But there's not a doubt that this bulletin board is the most eclectic one this side of the Border. A random sampling of notices we spotted last week included these --
. . . Eclectic enough for you? Well, should all of that not suffice to convince you, you can read the reviews. Yes, the bulletin board has reviews. Truth be told, I'm pretty sure the board posts them for itself -- no one ever sees them turn up, and nobody's ever admitted to posting them.
But look around the edges, especially on ivory-frame days, and you'll see things like --
And -- my personal favourite --
I haven't mentioned the dating and social aspects of the board yet, have I? They're . . . distinctive. You have to figure that in a place like this, where so many realities intersect (some would say 'collide'), there are going to be a few interesting personal adverts.
. . . Make no mistake, friend, people have been posting things here for some time. Last month, I came across a note penned in a fine Chancery hand, reading --
Saue iobbes for our Scribes -- banne the Gutenberg preƒƒe!
Another, more prosaically, read --
Summer is ycumen inne, the funne's in my harte & I'm lookynge for loue. Inquyre for Geoffrey C atte þe Inns of Chancerie.
Nearby there's a sheet of parchment that can pretty regularly get an argument going, any time the board decides to let it turn up again -- an exquisite anatomical study of a unicorn, rendered in the style of Leonardo da Vinci and with his signature scrawled at the bottom. Labeled 'Anatomia del Unicorno', it catches a lot of eyes. It's not uncommon to come in and see a knot of people studying that one - some swearing it's genuine, others equally convinced it's a fake.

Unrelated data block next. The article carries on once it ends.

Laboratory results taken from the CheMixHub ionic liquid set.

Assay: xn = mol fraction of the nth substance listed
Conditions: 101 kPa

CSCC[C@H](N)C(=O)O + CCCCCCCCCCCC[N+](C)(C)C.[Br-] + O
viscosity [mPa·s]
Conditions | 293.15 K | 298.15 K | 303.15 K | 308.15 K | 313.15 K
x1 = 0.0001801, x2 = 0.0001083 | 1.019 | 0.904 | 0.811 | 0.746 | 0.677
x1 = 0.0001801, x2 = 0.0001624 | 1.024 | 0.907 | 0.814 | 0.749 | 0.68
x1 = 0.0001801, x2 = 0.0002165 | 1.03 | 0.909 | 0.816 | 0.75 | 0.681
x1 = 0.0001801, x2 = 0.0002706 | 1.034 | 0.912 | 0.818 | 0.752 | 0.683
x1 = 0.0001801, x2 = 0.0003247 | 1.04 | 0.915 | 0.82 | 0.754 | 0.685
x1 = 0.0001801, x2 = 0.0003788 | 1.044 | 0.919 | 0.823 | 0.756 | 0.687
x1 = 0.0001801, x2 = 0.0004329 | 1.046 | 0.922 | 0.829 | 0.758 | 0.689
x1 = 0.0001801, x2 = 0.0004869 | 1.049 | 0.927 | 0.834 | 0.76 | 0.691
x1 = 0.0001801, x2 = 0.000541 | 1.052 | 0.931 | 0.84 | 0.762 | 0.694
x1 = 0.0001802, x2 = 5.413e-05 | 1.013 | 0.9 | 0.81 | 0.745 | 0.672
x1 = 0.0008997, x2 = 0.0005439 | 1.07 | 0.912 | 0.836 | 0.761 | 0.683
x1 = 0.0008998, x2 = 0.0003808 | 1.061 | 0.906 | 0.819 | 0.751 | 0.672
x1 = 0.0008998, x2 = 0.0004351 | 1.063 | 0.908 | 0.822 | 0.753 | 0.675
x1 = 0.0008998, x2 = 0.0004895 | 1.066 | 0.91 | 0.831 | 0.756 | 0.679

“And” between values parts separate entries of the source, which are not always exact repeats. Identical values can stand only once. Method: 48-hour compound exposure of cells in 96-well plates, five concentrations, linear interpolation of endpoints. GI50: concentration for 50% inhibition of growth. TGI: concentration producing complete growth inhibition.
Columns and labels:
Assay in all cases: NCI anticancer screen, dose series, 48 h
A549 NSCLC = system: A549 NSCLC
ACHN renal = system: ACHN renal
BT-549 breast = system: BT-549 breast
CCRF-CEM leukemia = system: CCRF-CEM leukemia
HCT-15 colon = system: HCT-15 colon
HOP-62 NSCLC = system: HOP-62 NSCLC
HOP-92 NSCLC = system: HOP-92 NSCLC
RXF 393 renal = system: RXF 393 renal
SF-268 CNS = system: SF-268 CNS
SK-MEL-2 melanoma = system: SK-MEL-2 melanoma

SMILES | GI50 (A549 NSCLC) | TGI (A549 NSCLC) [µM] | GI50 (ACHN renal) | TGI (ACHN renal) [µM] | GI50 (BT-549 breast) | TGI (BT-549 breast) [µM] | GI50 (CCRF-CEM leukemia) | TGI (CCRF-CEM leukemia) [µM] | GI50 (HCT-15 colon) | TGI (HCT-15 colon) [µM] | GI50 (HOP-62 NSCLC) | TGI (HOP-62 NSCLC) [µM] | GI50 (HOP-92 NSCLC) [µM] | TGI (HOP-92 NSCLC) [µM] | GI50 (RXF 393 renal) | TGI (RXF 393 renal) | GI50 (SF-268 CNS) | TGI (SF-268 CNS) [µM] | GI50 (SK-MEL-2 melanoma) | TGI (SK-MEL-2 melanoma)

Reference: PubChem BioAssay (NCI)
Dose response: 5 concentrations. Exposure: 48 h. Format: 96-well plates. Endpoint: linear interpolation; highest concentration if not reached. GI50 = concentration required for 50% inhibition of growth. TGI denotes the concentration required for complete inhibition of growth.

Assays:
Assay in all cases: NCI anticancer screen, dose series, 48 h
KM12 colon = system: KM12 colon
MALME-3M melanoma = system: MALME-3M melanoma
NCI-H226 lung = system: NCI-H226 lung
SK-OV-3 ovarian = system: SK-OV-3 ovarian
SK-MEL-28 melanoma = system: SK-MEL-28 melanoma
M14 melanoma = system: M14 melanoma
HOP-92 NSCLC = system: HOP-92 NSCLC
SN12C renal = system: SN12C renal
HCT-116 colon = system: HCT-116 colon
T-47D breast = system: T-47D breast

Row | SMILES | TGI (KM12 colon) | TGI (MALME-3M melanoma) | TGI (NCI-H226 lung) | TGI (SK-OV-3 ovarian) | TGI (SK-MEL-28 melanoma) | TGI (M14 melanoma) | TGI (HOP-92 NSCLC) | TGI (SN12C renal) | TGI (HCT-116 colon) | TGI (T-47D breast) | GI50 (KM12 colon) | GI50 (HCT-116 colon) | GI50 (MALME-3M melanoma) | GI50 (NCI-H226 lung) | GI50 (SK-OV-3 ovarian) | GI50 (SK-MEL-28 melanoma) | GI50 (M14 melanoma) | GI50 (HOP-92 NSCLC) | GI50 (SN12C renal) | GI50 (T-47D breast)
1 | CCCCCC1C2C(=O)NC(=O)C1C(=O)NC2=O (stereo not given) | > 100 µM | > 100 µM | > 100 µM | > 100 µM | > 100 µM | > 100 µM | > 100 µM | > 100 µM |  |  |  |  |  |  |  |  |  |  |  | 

The board just loves that. You can see the ivory frame glowing. But even the ivory's no assurance that it's false -- do you have any idea how many worlds Leonardo crossed with a couple of his gadgets? One world's reality is another's myth.
Just another night at the Green Man. Come on, let me buy you a round.
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Kage Baker (1952 to 2010)
J.R.R. Tolkien (1892 to 1973)
Words and Music
Kage Baker reading herThe Empress of Mars novella
A reading from Peter S. Beagle's The Last Unicorn
Elizabeth Bear reads The Chains that You Refuse
Black 47's 'Liverpool Fantasy'
An excerpt from Paul Brandon's The Wild Reel novel
Emma Bull and Will Shetterly's The War for The Oaks movie trailer
Nicholas Burbridge's 'Open House'
Charles de Lint performing his 'Sam's Song'
Charles de Lint -- Some thoughts on his fiction
Gaelic Storm's 'Kiss Me'
Christopher Golden's 'The Deal'
The opening chapter of The Weaver and The Factory Maid, the first novel in Deborah Grabien's Haunted Ballad series.
An excerpt from Deborah Grabien's Rock and Roll Never Forgets -- A JP Kinkaid Mystery
'The Winter Queen Reel' (played by Roger Landres), composed in honour of Jane Yolen
Chuck Lipsig on 'Star of Munster' variations
McDermott's 2 Hours' 'Fox on the Run'
An excerpt from James Stoddard's 'The High House'
Tinker's Own performing 'The Tinker's Black Kettle', a jig by Charles de Lint from The Little Country
Vagabond Opera's 'Marlehe'
A Vasen tune for your enjoyment
Cathrynne Valente's 'The Surgeon's Wife'
Cathrynne Valente reading a selection titled 'The Tea Maid and The Tailor' from The Orphan's Tales
Robin Williamson's 'Five Denials on Merlin's Grave'
Uploaded 7th August, 2010 5:10 pm Pacific LLS